NEW YORK (TheStreet) -- The digital streaming video space is exploding. Some 68% of U.S. television viewers now use a streaming subscription service to watch TV shows and movies, compared to 41% in 2014, according to Hub Research. 

And there are plenty of players in the space: Netflix (NFLX) - Get Report, Amazon (AMZN) - Get Report Prime Instant Video; Hulu Plus; Time Warner's (TWX) HBO NOW; CBS' (CBS) - Get Report Showtime; Apple's (AAPL) - Get Report iTunes; Sling; Vudu and Google (GOOG) - Get Report Play, among others.

But is that too many? "I don't think there are too many right at this minute, but I think we're getting to that point where we're bumping up against consumer's budgetary constraints," said Paul Verna, senior analyst at eMarketer.

The costs add up, especially if you're a fan of Orange is the New Black on Netflix, Game of Thrones on HBO and Homeland on Showtime. Netflix and Hulu Plus cost $7.99 a month. Amazon Prime costs $8.25 a month, which includes Amazon Prime Instant Video. HBONow runs $14.99 while Showtime costs $10.99. The average pay-TV cable bill stands at $123 a month, according to NPD Group.

Analysts say consumers are likely to focus on five video streaming services, at most. But which ones are poised to win?

For starters, Netflix dominates, with 46.4% of Internet users flocking to Netflix, compared to 16.7% for Amazon Prime and 10.1 % for Hulu Plus, according to Digitalsmiths. Netflix also has an early mover advantage, having launched its streaming service back in 2007. Amazon Prime Instant video debuted in 2011.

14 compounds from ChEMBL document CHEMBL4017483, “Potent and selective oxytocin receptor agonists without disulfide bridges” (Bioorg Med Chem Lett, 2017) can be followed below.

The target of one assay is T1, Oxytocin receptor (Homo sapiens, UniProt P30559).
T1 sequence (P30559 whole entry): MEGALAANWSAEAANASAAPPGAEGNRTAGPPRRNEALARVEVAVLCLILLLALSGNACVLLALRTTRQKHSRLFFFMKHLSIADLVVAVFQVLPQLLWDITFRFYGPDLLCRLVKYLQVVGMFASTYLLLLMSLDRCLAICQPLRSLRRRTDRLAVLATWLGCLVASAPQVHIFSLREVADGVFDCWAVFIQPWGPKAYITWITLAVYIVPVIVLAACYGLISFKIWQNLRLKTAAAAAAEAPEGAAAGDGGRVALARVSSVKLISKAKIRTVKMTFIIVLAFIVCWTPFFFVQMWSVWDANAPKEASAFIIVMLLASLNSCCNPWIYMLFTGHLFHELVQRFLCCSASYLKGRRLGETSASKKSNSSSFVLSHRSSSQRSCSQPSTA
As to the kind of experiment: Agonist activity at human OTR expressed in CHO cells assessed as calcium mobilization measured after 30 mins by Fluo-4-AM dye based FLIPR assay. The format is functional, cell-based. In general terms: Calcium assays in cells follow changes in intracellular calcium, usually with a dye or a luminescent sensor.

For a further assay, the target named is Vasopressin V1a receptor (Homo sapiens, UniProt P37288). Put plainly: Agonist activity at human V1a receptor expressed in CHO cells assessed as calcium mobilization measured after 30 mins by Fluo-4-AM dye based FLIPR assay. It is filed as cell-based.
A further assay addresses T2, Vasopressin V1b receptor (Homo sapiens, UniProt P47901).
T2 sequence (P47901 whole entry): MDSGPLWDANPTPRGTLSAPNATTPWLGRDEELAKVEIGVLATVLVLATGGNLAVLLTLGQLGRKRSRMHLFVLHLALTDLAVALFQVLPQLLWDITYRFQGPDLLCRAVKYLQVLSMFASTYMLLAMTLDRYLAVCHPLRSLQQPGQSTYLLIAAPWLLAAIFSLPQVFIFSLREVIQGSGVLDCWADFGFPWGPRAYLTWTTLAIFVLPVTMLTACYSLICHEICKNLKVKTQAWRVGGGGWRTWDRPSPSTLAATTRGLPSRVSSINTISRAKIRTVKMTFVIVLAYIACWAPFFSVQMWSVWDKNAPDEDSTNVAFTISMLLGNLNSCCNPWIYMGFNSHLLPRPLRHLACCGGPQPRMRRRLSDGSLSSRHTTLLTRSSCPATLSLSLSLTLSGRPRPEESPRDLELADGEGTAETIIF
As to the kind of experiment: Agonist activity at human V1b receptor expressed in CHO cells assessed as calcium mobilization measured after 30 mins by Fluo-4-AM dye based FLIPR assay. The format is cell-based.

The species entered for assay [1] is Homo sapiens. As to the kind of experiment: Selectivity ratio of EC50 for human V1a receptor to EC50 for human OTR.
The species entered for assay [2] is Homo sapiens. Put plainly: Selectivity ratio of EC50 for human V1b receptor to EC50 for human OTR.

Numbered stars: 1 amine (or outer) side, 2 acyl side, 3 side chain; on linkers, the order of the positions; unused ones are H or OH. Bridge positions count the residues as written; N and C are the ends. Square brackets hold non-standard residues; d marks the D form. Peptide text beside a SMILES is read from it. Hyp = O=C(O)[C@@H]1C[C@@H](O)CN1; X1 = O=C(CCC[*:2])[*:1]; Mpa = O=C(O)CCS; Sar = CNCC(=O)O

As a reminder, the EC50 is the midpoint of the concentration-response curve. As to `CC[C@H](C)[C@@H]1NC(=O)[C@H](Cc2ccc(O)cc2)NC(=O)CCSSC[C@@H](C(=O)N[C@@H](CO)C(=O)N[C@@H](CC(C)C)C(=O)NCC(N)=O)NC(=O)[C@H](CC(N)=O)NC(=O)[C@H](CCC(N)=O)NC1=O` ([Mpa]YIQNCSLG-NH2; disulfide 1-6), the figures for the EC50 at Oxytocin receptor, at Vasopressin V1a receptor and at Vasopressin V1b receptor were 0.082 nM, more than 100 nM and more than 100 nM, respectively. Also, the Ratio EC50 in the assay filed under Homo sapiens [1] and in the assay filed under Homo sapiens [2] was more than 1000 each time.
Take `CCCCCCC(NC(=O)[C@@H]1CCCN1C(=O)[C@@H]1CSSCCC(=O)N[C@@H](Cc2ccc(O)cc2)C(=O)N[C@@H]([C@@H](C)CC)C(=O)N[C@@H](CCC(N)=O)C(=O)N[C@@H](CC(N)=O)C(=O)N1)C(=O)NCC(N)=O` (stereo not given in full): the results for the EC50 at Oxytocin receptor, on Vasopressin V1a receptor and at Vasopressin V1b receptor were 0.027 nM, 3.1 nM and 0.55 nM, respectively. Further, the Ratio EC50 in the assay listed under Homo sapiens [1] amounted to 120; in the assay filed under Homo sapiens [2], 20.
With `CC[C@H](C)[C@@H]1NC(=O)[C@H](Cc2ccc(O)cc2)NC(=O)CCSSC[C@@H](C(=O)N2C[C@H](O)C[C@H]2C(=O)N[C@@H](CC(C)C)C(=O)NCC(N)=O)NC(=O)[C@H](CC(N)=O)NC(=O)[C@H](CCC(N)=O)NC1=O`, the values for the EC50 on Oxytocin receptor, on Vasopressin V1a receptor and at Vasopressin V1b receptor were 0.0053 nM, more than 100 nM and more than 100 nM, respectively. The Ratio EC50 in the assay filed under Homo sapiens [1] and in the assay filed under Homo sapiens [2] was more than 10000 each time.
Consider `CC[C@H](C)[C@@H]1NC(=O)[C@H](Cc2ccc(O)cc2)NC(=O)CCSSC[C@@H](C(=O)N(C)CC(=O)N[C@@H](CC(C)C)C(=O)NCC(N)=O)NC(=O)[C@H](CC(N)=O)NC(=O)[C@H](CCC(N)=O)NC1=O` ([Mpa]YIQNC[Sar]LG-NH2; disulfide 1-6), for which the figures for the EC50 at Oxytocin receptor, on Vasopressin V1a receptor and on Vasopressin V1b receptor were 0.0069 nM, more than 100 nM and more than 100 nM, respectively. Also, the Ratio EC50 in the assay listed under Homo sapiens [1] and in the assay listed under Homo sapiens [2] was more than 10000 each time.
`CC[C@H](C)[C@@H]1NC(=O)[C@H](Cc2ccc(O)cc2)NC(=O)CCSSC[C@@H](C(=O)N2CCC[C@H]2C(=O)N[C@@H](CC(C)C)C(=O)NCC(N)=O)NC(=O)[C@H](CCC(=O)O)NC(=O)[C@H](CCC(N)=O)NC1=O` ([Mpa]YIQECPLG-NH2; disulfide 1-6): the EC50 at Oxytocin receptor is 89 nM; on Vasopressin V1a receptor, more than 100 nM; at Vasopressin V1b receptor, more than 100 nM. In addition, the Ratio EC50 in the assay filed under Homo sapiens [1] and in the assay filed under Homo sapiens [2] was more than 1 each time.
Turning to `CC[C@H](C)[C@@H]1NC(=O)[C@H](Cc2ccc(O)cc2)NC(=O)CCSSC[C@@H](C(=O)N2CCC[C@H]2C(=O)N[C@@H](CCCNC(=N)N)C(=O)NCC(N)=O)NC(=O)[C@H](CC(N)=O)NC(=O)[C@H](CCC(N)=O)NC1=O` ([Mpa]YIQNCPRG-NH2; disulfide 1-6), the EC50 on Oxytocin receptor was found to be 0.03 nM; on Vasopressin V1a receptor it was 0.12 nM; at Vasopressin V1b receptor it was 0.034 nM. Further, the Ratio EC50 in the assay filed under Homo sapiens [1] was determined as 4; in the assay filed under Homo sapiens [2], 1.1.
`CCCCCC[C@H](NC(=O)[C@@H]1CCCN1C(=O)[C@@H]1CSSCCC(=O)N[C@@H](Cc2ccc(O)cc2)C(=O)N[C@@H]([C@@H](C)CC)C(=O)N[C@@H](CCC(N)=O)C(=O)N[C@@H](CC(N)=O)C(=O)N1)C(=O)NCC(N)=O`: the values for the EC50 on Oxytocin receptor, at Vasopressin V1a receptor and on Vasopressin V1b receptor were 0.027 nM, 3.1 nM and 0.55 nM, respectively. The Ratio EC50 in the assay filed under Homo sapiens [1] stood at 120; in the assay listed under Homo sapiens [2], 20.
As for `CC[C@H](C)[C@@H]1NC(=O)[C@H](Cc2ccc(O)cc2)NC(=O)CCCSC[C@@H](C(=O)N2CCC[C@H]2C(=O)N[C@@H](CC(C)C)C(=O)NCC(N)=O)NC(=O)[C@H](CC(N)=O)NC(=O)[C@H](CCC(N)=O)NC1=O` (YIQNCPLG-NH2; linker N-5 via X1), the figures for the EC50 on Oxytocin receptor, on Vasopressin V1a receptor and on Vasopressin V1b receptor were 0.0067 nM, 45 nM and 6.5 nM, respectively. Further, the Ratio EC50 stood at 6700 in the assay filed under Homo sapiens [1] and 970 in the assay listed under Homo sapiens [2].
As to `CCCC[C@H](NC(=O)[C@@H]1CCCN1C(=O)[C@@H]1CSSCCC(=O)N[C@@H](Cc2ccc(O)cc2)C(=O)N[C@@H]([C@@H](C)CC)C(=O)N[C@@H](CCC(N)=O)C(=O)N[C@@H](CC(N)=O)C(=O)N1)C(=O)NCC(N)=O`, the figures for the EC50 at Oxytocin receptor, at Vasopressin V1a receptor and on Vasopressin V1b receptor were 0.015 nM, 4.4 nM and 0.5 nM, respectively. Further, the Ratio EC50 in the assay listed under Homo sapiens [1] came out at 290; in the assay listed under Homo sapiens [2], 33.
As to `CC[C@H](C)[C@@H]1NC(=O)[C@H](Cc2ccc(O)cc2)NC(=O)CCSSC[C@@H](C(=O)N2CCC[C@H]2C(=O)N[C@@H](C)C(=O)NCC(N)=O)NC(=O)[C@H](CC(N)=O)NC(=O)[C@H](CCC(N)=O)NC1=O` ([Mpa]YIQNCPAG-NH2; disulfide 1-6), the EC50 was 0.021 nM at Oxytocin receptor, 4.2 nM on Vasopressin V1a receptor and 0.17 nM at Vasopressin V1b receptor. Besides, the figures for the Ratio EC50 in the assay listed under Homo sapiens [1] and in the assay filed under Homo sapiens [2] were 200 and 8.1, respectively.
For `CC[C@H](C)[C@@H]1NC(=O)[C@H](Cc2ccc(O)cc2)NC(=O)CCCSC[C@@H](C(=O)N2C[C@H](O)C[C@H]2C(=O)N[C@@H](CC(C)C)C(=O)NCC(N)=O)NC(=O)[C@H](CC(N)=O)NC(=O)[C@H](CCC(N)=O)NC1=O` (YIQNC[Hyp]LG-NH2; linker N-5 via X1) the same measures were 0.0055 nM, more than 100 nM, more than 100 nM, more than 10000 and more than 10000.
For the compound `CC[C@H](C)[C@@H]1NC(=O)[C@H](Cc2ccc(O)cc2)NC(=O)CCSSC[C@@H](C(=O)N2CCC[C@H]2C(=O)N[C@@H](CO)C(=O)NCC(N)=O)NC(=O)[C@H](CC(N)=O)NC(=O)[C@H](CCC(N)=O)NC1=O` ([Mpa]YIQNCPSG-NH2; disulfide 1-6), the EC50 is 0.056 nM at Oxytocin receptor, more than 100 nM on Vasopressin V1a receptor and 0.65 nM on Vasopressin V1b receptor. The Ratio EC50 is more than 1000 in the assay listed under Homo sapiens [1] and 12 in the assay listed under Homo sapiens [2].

"I think Amazon definitely is playing catchup, but I think if you look at the success of Transparent, that show is now in the zeitgeist in the same way House of Cards and Orange Is the New Black have been for Netflix." Verna added.

While it's going to be a tall order for any streaming service to eclipse Netflix, which boasts 65 million subscribers worldwide, experts say there's still plenty of room for other players.

According to a new report from PwC, some 53% of those age 8 to 11 say streamed TV was their favorite type of programming. "Netflix, Amazon and Hulu -- they all do have a very heavy focus and a robust offering for kids and family," said Christopher Vollmer, principal, media & entertainment at PwC's Strategy & Digital Services. "The logic behind that is you want to get in and build early relationships with the next generation of users." 

Changing the viewing habits of young people by offering niche content on a flexible schedule is poised to pay huge dividends for companies like Netflix and Amazon.